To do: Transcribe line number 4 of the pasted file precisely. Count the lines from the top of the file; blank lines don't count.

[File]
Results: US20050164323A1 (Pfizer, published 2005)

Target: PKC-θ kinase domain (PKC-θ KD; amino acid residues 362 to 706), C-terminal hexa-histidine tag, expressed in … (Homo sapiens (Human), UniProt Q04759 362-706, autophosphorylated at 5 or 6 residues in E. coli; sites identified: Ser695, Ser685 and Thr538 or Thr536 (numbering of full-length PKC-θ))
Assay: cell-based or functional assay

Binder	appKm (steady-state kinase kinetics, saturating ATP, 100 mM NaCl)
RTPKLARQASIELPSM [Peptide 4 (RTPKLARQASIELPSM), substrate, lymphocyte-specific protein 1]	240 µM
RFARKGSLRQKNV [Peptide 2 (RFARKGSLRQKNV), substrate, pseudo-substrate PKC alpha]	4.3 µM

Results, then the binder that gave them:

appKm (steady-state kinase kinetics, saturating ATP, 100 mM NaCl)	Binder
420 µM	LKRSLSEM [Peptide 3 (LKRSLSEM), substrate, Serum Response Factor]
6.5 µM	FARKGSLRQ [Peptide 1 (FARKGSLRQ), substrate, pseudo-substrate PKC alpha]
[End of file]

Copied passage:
Binder	appKm (steady-state kinase kinetics, saturating ATP, 100 mM NaCl)